For the patients with GIST, I think it’s a little bit different than the patients with sarcoma. For patients with GIST, in my practice, when they’re inoperable or metastatic, we always do mutation testing 100% of the time just to understand what the mutation is for all the reasons we discussed previously. And then we choose the therapy based on the mutation subtype that the patient may have. And then we assess response, usually by CT [computed tomography] scan. We usually do a CT scan on the abdomen and pelvis, and perform chest x-rays, blood tests, initially every 2 or 3 months, and follow the patient over time as long as they’re benefitting. If they have a robust response, we might stretch that out a little bit.

And then we monitor the patient for progression. If they develop progression and it’s limited, for instance if there’s a solitary lesion in the liver that’s progressive, then we might treat that with a localized approach, either radiation or hepatic arterial embolization, and resection. If the patient has widespread progression, multiple lesions and different organs, then we really, at that point, need to switch systemic therapy, and look for clinical trials; there are lots of exciting clinical trials right now.

Neeta Somaiah, MD: You’re right. All the retrospective, even though it’s retrospective data with surgery, they have shown that patients with limited progression or with patients who are even responding or doing well, but they have residual disease, could derive benefit from being rendered NED [no evidence of disease] by surgery. So GIST is very different from the other subtypes and almost a whole different disease by itself.

Transcript Edited for Clarity
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Transcript:

Neeta Somaiah, MD: We can go on and talk about where we are right now with the treatment or management of soft tissue sarcomas and GISTs [gastrointestinal stromal tumors]. We’ll start with soft tissue sarcomas and basically discuss your approach to the usual high-grade pleomorphic sarcoma that comes through the door; the standard chemotherapies you use; whether you think chemotherapy is beneficial, and for which subtypes it is beneficial; and what are the limitations of chemotherapy.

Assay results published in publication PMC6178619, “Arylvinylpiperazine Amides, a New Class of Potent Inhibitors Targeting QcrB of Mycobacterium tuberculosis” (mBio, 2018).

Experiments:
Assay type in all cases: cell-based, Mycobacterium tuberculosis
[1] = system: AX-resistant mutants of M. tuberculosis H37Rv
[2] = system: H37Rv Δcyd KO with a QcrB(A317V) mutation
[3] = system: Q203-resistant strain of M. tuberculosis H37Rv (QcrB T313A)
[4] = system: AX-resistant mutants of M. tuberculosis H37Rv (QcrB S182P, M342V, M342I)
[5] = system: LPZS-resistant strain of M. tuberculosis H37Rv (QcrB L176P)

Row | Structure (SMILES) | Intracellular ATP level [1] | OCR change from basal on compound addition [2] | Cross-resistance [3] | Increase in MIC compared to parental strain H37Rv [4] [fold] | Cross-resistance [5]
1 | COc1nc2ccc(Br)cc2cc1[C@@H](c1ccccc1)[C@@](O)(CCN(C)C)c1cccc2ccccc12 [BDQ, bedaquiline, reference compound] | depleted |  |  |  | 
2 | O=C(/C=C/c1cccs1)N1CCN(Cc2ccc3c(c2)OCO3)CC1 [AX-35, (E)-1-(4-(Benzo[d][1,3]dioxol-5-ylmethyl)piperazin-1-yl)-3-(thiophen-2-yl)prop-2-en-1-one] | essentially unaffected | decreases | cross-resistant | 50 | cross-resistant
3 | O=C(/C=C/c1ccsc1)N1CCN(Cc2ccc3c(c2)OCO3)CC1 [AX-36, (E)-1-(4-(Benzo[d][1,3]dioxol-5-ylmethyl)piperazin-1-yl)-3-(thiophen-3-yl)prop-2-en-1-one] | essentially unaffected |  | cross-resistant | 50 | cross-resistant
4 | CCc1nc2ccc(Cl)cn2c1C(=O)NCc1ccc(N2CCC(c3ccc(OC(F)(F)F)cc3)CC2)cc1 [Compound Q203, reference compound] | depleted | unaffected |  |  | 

Jonathan Trent, MD, PhD: Those are all really good questions, and I think that there are a lot of different answers. And a lot of what we do in clinic, anytime we’re discussing chemotherapy with patients, we reach a decision about whether to use chemotherapy through shared decision making with the patient. The patient has to be engaged because any type of treatment, whether it’s chemotherapy or targeted therapy, is going to have adverse effects, which could interfere with quality of life.

In general terms, when I see a patient with metastatic or inoperable soft tissue sarcoma, let’s say an unclassified pleomorphic sarcoma, if they’re young and otherwise healthy, with no substantial comorbidities, my general regimen is doxorubicin plus ifosfamide. We use 75 mg/m2 for doxorubicin, and we give 10 grams/m2 usually for ifosfamide. The reason we do that is because that’s the regimen that has the highest success rate in terms of progression-free survival and response rate. And there is some hint that it may provide an overall survival advantage. There’s certainly a trend to that for the patients with inoperable soft tissue sarcoma.